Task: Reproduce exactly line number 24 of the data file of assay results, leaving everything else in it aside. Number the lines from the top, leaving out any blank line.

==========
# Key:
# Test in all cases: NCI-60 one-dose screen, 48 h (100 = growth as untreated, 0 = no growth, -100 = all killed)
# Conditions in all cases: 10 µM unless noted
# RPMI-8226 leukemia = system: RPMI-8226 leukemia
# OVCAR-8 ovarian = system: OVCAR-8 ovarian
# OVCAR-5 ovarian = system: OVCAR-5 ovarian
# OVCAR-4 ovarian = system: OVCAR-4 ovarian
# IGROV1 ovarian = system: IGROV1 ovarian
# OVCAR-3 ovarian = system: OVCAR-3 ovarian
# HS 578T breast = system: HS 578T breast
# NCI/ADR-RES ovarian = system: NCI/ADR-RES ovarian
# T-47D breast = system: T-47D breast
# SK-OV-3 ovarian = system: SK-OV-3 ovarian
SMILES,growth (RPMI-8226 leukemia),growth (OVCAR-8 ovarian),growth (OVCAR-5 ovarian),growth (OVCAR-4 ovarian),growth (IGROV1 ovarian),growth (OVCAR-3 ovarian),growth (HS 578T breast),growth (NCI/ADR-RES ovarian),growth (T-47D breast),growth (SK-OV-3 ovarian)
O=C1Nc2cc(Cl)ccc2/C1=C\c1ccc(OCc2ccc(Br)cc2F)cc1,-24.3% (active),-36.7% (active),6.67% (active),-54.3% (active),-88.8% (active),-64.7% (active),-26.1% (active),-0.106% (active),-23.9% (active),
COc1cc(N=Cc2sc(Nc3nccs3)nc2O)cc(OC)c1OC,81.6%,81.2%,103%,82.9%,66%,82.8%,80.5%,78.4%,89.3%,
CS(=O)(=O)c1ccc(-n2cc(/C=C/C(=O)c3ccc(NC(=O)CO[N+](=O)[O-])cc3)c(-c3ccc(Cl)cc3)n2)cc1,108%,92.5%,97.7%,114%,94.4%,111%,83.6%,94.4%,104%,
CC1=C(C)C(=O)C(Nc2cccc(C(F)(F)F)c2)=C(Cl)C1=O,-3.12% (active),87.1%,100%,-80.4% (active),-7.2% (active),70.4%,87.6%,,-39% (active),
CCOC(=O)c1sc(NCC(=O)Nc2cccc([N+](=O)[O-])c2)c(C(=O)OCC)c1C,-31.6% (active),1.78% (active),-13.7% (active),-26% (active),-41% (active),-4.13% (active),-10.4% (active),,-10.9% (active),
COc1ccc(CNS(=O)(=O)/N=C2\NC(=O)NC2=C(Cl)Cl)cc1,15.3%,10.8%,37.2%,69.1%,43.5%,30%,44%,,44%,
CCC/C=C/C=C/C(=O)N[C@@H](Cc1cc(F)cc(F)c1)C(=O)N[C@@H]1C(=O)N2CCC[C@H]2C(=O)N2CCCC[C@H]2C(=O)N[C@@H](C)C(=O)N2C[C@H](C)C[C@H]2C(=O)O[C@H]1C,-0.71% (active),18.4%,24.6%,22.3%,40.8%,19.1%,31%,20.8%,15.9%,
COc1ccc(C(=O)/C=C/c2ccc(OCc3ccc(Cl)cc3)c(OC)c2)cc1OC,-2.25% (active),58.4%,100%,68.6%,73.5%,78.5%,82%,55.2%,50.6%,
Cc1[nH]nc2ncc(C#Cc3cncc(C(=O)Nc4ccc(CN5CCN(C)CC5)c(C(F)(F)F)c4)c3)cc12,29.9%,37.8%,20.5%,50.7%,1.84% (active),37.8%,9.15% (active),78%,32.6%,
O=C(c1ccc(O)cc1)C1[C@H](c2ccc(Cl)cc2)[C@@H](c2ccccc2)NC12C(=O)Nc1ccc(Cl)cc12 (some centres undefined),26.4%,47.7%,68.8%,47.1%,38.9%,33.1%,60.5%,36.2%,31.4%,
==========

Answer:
O=C(c1ccc(O)cc1)C1[C@H](c2ccc(Cl)cc2)[C@@H](c2ccccc2)NC12C(=O)Nc1ccc(Cl)cc12 (some centres undefined),26.4%,47.7%,68.8%,47.1%,38.9%,33.1%,60.5%,36.2%,31.4%,